This topic would appear in your exam multiple times. One question could appear in the form of titration while another would appear integrated with energetics. Most schools test this topic intensively. This is their way of preparing you for the practical component of your H2 Chemistry without testing the practical exams for the promos.


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Energetics


Energetics is another calculation-intensive topic. It is also commonly tested in paper 4 of your H2 Chemistry exam. For students who have no prior experience in physics, this may be less intuitive to you. One of the most commonly asked questions is the calculation of the enthalpy change of neutralization which involves a formula using heat capacity. Another is the Born-Haber cycle of an ionic compound. All these questions are rather straightforward if you understand the definitions of each enthalpy change. You may struggle for a while but you will get it in no time.





The area that proves to be most challenging is the drawing and application of the Hess' Law cycle. Multiple reactions and their respective enthalpy change would be presented to you. You will be tasked to solve for the enthalpy change of the stated reaction by drawing a Hess' Law cycle.


Most cycles tend to be confusing causing students to become disillusioned during the exams. This disillusionment will cost the student a lot of time during the exams and some might not complete subsequent easier questions as a result of time constraints. Furthermore, Hess' Law cycle questions can be easily 15% of your paper. Hence, it is important that students practice sufficiently prior to the exam.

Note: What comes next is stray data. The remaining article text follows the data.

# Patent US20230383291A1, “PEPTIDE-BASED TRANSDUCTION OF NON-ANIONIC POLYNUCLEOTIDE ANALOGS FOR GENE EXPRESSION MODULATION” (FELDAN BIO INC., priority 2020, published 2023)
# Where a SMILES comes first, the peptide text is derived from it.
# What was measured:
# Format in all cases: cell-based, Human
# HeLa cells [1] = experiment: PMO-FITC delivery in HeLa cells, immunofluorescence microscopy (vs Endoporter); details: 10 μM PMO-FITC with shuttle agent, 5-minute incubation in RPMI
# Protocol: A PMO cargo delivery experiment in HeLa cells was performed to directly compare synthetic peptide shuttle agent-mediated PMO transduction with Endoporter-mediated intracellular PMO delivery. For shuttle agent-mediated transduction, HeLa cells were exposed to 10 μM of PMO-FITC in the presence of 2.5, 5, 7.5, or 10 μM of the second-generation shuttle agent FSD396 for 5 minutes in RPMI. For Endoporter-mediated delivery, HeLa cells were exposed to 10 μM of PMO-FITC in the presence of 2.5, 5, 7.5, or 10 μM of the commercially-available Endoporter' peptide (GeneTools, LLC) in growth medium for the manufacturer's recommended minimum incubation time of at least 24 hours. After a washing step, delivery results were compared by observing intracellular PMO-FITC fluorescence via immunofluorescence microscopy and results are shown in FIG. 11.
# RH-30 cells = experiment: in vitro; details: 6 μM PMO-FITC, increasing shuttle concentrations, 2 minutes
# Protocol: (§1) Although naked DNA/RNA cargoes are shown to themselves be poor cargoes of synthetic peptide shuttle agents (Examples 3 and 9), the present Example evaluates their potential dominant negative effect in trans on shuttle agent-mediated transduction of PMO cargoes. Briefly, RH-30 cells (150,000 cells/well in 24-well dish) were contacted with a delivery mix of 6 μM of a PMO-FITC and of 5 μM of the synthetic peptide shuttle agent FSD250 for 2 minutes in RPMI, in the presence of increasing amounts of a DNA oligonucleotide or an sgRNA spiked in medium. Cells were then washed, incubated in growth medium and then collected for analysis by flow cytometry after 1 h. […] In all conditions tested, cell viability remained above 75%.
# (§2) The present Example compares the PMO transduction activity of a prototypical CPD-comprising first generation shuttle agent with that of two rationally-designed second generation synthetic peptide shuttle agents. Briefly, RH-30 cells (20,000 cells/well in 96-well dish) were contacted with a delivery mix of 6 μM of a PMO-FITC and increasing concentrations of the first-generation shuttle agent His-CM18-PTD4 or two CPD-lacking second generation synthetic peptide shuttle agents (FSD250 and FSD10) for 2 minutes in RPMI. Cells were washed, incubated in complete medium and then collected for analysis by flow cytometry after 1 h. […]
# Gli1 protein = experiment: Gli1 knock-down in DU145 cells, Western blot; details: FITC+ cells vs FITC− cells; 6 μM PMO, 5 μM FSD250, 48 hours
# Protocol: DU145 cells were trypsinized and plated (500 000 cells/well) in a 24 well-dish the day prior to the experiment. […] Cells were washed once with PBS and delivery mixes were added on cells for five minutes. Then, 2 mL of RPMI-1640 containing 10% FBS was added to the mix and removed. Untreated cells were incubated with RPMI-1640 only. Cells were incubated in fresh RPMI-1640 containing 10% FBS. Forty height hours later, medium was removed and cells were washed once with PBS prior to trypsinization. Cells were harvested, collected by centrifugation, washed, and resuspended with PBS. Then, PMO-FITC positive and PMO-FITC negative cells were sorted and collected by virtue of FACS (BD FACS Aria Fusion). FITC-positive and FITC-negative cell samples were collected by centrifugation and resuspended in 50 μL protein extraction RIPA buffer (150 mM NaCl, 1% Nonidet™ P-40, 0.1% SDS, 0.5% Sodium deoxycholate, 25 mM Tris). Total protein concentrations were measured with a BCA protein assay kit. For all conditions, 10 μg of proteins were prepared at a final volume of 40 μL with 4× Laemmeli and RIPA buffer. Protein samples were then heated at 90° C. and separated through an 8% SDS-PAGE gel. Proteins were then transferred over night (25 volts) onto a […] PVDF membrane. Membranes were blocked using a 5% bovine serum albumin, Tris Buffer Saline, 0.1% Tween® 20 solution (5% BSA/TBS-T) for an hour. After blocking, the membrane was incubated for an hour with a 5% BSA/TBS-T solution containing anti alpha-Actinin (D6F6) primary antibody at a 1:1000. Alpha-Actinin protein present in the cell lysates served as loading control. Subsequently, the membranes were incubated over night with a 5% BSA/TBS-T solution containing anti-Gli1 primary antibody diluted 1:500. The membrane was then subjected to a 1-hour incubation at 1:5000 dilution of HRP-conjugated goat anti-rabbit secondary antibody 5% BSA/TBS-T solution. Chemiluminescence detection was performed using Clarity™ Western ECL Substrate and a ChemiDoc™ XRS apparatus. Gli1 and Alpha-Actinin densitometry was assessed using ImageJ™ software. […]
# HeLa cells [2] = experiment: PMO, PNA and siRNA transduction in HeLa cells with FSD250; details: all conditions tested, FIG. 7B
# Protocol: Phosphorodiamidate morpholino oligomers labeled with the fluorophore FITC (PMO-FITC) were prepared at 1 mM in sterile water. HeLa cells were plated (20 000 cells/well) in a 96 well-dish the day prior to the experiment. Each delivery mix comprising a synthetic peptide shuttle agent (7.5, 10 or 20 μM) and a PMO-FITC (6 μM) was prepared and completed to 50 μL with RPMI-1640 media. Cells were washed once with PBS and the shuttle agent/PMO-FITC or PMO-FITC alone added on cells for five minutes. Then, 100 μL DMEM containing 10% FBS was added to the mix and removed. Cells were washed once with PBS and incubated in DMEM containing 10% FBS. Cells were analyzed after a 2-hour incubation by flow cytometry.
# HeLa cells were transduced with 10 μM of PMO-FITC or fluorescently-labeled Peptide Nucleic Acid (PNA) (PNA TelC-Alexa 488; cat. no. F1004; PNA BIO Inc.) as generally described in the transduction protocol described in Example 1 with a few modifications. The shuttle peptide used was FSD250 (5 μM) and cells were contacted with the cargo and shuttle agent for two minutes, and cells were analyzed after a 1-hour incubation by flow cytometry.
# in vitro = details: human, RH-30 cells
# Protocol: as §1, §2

Promos is not hard


Believe it or not, the JC1 promotional exam is likely to consist of reasonable questions. The school will try their best to not retain you and ruin your life.


The exam is a gauge for the school to filter out the weaker students towards an alternative path. Not every student is able to take the A level exams in 2 years. Not every student has the aptitude to do H2 chemistry. Not every student is suitable for the JC system.


If you are really meant to take the A levels and are sufficiently competent, the promo exam would be a boost to your confidence. You can take pride in that you managed to crawl back from a U in the lecture test to a respectable C or B for your promotional exam. You now have a foundation to build on.


For those who struggle but want to stay on in a JC, you have my admiration. You are giving your best and refusing to give up. For a person who is already down, you would dread to hear this but you might need help. Most students' knee-jerk reaction upon failing consistently is to cry on r/SGExams. (Alternatively, they google "H2 Chem Reddit" and end up here instead.)






No doubt, tuition is expensive and not everybody can afford a private tutor. (You can always form your own group too.) However, a competent H2 chem tutor would be able to identify your weaknesses and strengths and make your money worthwhile. We will refine your weaknesses and develop a strategy going forward that would maximize your chances of scoring a distinction for A levels. (If you let us).